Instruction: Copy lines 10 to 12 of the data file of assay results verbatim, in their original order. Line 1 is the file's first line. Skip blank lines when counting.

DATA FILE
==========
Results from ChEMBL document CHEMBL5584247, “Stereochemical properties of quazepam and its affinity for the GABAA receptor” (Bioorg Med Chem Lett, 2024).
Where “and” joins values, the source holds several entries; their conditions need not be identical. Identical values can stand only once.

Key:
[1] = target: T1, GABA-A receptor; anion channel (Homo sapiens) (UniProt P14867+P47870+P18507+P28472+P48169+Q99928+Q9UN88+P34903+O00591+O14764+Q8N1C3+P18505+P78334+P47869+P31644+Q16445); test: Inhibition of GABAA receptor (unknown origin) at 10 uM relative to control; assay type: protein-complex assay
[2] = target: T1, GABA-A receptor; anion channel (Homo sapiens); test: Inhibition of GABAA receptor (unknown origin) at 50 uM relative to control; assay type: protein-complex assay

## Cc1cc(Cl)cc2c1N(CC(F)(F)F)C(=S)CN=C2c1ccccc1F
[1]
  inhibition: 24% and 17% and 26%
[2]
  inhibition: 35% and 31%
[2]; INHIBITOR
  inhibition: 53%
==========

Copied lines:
  inhibition: 35% and 31%
[2]; INHIBITOR
  inhibition: 53%